Monday, March 29, 2010

But I Wanted Something Different

Yesterday was Palm Sunday, when we remember Jesus riding into Jerusalem, rightly honoured by the crowds as conquering King.  They did receive their King, just not the King they wanted and a few days later in their confusion and dismay, would shout, "Crucify him!".

I've always been grateful to have been born on this side of the resurrection, to have an understanding that God had plans other than defeating our worldly enemies in order to relieve our oppression,  that the real oppressor was sin that led to separation from him who gives us life.  How many times, when we ask God for something that we think we need, we end up with something totally different than what we thought we should have received.  This invariably brings us to a test of faith.  Do we really trust our Heavenly Father to give us, his children, good gifts when it appears so differently from what we'd hoped?  We meet this challenge differently at different times, sometime weakly and other times with strong resolution, but in the end, it is the same decision the crowds had to make on Good Friday, to accept or reject Jesus as King.   To say, "Yes, Lord.", or to say, "I must have been mistaken, you can't be the one I had hoped for.".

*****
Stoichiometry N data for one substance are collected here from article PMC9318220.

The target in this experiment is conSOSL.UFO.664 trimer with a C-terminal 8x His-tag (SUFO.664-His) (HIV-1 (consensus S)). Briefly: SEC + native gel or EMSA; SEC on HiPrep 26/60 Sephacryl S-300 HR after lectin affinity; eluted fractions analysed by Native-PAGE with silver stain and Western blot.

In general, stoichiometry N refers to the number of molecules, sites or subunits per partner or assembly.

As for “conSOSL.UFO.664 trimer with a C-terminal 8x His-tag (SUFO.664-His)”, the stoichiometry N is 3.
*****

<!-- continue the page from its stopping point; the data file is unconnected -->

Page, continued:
How I do sympathize with the crowds.  Jesus is different than what we thought we wanted as he goes about breaking  our stereotypes, even our archetypes.  He is the suffering servant who shows us the Father, who empties himself to give us life - who is life, who says we must take up our cross.  He may be different from what we thought we wanted, but he is just what we need.  He is the true King.

Friday, March 26, 2010

A Life Redeemed

I am continually amazed at Christ's work of redemption. He not only redeems us, but our past, our future, our mistakes. This work can be seen so clearly in the life of Anne Rice. I've linked to an interview with her before. Here she is in her own words from the website, I Am Second, simply sharing about her life and the life Christ has brought to her. Really lovely. Please, do watch.

H/T to my cousin Jane who shared the link on FB. 

Saturday, March 20, 2010

Happy Spring

I wish we still celebrated the new year in March.  It seems more appropriate to celebrate a new year when wild fauna and flora spring to life. Here's Vivaldi's Spring from The Four Seasons

Friday, March 19, 2010

Paul Ryan on Health Care